The reason that I’m so hot under the collar about the Indiana Supreme Court ruling isn’t just the impact of this specific ruling allowing cops to illegally invade a private residence. As I said earlier, Roberta has that angle covered extremely well.
My greatest concern can be summed up quite easily, and in fact, has already been summed up in a concise and elegant manner:
We hold these truths to be self-evident, that all men are created equal, that they are endowed by their Creator with certain unalienable rights, that among these are life, liberty and the pursuit of happiness. That to secure these rights, governments are instituted among men, deriving their just powers from the consent of the governed. That whenever any form of government becomes destructive to these ends, it is the right of the people to alter or to abolish it, and to institute new government, laying its foundation on such principles and organizing its powers in such form, as to them shall seem most likely to effect their safety and happiness.
Obviously, this summation is from the second paragraph of the Declaration of Independence, adopted by Congress on July 4th, 1776.
Our Creator grants us these rights as individuals and governments are formed to secure them. No government entity – federal, state, county or city – grants these rights. In point of fact, Congress and the courts have recognized that these rights apply to all residents of this country and not just the citizens.
We have the right of self-defense. If a constitutional amendment were passed tomorrow, it would not change the fact that we have that right. It would only proclaim that our government was despotic and tyrannical.
So read the text of Barnes vs Indiana. What do we see?
Barnes appeal was based on the fact that he was denied the opportunity to instruct the jury that he had the right to deny illegal entry into his home. The court restates this as the common law right to resist an unlawful police action prior to arguing against recognizing such right. Further, the court then argues that the right in question is the common law right to resist an unlawful arrest. However, there was no attempt to arrest Barnes at the time of the altercation. The court continually conflates the right to resist illegal entry with resisting arrest, then decides that neither is recognized without acknowledging Indiana’s own Castle law or the Federal 4th Amendment. As others have pointed out, the decision actually states:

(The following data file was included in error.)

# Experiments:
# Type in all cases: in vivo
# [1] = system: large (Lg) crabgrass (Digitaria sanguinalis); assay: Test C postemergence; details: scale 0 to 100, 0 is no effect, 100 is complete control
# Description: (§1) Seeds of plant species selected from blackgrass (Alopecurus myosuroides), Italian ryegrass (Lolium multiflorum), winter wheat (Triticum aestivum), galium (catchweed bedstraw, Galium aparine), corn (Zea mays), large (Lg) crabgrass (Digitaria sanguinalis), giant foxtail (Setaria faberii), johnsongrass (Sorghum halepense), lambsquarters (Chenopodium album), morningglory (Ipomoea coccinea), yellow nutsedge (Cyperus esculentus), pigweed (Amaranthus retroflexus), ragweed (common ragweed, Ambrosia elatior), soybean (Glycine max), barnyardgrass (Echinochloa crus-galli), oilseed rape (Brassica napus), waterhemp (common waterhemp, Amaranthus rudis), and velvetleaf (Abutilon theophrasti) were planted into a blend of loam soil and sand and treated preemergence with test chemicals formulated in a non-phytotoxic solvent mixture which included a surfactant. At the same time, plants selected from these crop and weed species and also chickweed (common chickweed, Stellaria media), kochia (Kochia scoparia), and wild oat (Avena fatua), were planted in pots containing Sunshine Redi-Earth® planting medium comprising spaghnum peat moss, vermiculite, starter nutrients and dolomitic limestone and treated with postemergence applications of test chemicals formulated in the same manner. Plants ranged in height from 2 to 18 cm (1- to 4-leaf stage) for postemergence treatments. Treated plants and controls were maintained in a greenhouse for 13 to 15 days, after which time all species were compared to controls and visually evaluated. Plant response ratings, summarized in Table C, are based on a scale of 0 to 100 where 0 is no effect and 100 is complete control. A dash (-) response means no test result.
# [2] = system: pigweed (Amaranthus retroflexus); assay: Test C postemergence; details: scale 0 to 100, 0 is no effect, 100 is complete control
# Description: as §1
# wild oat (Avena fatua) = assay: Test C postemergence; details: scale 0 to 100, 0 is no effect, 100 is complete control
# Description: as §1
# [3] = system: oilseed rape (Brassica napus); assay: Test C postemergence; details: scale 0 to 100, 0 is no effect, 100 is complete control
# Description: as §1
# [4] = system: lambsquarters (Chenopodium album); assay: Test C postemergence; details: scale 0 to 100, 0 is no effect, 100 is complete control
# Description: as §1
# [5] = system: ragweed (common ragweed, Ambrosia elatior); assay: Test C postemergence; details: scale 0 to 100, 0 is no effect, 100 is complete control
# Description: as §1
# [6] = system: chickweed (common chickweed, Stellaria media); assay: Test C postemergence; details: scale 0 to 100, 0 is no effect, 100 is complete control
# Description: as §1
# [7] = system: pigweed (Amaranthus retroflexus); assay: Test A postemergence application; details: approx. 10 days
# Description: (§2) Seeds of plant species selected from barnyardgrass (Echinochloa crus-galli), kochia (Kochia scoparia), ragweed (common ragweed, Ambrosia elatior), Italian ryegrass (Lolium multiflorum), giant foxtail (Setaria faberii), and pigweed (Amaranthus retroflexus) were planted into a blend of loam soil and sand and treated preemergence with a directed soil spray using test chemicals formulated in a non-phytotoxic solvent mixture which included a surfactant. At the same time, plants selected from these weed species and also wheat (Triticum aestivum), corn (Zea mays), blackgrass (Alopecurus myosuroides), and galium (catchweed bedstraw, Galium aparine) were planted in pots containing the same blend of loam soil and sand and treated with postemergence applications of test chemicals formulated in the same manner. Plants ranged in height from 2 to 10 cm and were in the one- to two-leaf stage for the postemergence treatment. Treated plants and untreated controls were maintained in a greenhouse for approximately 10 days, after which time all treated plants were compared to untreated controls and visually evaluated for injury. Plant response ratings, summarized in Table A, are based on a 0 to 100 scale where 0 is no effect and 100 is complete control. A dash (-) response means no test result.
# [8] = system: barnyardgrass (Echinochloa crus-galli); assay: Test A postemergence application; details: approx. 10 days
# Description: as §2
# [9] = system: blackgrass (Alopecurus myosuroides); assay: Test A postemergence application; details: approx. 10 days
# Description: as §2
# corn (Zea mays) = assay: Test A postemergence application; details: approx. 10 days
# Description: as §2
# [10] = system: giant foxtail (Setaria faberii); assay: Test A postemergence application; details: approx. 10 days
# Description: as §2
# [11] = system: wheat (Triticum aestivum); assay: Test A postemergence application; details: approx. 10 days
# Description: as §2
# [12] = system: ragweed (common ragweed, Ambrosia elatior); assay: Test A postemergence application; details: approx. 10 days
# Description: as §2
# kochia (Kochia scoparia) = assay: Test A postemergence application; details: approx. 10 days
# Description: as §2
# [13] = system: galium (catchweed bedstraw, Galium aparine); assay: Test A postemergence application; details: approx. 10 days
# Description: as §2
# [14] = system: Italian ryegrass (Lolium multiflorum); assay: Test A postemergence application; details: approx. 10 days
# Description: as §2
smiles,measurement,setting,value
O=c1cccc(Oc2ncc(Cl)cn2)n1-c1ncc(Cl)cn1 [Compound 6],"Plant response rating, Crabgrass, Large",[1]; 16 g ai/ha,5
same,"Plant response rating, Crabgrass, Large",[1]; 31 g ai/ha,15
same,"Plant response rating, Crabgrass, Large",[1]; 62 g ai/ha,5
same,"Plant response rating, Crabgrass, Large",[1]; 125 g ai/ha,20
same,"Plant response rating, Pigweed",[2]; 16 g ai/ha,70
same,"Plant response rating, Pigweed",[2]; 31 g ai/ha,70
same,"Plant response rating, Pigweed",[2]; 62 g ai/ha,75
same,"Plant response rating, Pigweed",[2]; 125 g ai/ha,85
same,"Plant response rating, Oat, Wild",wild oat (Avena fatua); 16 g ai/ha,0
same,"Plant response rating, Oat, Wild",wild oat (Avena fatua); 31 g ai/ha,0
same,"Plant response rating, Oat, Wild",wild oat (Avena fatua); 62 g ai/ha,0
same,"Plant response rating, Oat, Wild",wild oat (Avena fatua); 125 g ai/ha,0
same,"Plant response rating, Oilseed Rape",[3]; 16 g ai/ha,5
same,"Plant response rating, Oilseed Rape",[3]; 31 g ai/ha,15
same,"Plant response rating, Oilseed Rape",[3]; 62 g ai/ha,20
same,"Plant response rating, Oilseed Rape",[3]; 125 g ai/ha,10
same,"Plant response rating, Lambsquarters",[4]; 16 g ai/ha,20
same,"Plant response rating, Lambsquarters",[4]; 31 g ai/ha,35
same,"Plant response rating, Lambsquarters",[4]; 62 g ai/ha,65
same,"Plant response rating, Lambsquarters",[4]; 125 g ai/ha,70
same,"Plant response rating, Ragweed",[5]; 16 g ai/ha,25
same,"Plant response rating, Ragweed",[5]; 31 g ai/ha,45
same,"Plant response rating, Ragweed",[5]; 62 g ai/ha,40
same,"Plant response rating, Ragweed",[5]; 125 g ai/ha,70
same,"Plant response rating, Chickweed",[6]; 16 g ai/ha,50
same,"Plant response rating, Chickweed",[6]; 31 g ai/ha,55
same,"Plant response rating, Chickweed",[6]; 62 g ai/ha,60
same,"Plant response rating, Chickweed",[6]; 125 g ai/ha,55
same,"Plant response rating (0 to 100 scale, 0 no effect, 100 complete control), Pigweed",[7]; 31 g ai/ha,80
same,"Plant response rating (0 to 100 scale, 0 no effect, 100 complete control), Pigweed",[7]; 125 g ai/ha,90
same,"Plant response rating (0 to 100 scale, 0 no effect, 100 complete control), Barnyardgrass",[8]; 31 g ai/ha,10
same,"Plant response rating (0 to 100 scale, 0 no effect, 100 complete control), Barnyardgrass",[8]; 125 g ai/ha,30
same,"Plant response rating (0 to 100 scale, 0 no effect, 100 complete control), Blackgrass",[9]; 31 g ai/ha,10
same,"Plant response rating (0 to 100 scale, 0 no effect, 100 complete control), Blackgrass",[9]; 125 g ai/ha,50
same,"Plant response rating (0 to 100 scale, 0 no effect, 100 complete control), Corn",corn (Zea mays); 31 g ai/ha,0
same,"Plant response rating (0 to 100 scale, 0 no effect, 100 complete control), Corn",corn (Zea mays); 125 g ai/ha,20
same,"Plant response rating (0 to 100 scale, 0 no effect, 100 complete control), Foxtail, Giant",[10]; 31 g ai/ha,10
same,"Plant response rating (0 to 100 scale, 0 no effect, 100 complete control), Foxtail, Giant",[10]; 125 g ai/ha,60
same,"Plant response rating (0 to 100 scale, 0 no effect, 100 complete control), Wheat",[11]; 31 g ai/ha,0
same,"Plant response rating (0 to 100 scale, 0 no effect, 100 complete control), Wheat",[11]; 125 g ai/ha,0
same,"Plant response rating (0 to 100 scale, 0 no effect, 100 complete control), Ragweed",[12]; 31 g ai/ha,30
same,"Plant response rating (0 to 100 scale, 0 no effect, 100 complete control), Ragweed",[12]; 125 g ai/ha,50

In sum, we hold that Indiana the right to reasonably resist an unlawful police entry into a home is no longer recognized under Indiana law.
Which begs the question, was the right to resist recognized at the time of the incident? And if so, doesn’t the prosecution under this decision constitute an ex post facto law?
So a natural right of self defense and constitutional right to be secure in your own home is conflated with a common law right to resist an illegal arrest to generate a ruling that police can kick in your door at their discretion and you are a criminal for defending yourself.
And the court does this rather than making the cops prove that they had a valid reason for entering the home (response to a 911 call for domestic violence) which should have been a slam dunk!
Impeach the bastards.
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